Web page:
Sunil K. Agrawal received a Ph.D. degree in Mechanical Engineering from Stanford University in 1990. He is currently a Professor and Director of Robotics and Rehabilitation (ROAR) Laboratory at Columbia University, located both in engineering and medical campuses of Columbia University. Dr. Agrawal has published more than 500 journal and conference papers, three books, and 17 U.S. patents. He is a Fellow of the ASME and AIMBE. His honors include a NSF Presidential Faculty Fellowship from the White House in 1994, a Bessel Prize from Germany in 2003, and a Humboldt US Senior Scientist Award in 2007. He is a recipient of 2016 Machine Design Award from ASME for “seminal contributions to design of robotic exoskeletons for gait training of stroke patients” and 2016 Mechanisms and Robotics Award from the ASME for “cumulative contributions and being an international leading figure in mechanical design and robotics”. He is a recipient of several Best Paper awards in ASME and IEEE sponsored robotics conferences. He has successfully directed 35 PhD student theses and currently supervises the research of 5 PhD students in ROAR laboratory. He is the founding Editor-in-Chief of the journal “Wearable Technologies” from Cambridge University Press. He was the Conference Chair for IEEE BioRob2020 organized in New York City.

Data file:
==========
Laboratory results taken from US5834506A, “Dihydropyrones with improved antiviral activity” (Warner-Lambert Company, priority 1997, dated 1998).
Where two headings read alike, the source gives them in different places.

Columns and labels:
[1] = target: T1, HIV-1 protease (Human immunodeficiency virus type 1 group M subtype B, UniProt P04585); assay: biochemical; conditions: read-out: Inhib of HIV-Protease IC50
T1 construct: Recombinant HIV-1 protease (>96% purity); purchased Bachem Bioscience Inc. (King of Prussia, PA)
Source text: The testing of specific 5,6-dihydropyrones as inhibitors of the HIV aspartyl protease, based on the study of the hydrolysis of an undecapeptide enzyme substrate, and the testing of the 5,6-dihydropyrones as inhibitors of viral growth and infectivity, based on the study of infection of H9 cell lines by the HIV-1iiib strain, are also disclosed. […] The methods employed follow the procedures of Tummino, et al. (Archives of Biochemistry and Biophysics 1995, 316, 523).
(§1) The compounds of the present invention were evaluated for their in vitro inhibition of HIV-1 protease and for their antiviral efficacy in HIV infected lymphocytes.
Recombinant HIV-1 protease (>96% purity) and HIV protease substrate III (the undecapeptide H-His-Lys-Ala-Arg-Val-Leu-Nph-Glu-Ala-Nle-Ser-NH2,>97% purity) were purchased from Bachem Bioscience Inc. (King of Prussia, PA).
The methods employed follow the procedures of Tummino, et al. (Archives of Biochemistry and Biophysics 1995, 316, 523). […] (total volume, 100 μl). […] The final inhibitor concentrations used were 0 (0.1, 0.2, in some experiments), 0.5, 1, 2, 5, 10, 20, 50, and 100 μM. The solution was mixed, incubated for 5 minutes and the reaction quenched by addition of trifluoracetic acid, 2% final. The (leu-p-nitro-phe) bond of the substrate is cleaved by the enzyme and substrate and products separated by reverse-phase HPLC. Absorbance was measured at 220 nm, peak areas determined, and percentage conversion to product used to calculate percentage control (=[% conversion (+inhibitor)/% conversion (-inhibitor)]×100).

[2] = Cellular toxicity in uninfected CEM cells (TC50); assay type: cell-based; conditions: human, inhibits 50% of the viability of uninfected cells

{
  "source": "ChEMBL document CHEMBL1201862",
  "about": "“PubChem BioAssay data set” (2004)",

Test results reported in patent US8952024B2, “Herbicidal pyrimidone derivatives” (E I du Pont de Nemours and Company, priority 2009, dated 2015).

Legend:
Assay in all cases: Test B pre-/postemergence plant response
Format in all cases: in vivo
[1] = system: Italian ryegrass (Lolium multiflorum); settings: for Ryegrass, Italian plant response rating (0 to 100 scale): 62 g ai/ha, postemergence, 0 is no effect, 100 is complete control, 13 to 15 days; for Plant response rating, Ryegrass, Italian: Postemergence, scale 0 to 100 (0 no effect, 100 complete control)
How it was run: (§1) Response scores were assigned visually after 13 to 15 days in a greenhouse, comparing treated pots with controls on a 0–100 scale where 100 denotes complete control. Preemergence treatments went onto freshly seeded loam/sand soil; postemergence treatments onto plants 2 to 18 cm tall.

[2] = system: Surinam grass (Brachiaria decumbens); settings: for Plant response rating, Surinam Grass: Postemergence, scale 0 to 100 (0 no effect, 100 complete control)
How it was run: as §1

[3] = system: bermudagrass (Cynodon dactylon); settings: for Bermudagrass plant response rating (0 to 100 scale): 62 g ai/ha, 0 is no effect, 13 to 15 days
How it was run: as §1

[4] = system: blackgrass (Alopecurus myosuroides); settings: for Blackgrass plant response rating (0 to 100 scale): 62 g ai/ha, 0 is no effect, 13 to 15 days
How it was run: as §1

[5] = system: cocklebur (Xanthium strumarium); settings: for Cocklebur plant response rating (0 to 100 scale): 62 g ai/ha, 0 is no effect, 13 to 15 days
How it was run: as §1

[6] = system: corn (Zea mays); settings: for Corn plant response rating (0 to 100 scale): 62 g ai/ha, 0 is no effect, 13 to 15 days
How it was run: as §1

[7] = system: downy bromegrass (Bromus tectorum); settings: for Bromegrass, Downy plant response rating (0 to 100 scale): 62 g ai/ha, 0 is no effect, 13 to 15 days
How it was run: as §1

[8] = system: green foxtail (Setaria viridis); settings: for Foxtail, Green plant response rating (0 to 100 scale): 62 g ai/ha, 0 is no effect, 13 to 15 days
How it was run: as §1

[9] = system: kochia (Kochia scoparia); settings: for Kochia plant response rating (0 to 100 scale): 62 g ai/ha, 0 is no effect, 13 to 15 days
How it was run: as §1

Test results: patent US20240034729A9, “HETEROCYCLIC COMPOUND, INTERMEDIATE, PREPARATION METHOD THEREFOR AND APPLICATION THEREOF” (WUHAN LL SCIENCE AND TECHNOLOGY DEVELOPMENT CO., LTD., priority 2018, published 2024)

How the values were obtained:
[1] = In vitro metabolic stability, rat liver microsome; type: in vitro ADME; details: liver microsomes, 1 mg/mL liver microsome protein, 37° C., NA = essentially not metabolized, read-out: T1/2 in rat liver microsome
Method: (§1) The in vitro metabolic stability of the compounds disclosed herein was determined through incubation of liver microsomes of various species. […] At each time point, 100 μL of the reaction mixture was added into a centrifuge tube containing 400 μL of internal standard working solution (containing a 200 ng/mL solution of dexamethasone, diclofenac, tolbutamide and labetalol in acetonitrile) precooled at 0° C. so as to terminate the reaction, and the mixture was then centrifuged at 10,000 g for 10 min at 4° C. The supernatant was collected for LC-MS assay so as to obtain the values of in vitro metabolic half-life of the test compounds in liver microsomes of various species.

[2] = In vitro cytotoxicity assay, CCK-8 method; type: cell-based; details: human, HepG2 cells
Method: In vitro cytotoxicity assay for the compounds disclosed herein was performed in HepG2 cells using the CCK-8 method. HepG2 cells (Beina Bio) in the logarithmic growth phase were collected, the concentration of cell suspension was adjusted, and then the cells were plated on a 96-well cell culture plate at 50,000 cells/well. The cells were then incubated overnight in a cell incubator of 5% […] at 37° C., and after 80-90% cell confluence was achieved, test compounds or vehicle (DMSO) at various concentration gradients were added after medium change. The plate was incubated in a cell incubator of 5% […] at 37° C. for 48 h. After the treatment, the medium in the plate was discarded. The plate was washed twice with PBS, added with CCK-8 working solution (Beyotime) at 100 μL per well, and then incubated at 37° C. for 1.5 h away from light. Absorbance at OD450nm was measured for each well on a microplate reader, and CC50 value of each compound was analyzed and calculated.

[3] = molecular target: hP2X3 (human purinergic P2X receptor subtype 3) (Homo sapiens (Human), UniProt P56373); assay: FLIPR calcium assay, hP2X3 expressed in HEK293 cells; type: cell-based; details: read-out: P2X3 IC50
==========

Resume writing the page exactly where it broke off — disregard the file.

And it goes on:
Abstract: Neural disorders and old age limit the ability of humans to perform activities of daily living. Robotics can be used to characterize and retrain human neuromuscular responses. Columbia University Robotics and Rehabilitation (ROAR) Laboratory designs innovative robots and performs clinical studies to potentially improve everyday human functions such as standing, reaching, head turning, walking, stairclimbing, and others. Human experiments have targeted individuals with stroke, Parkinson’s disease, ALS, and elderly subjects with vestibular disorders. The talk will provide an overview of some of these robotics technologies and scientific studies performed with them.
1. Human functions in daily life and impairments
2. Robotics for functional rehabilitation
3. Clinical studies to improve human functions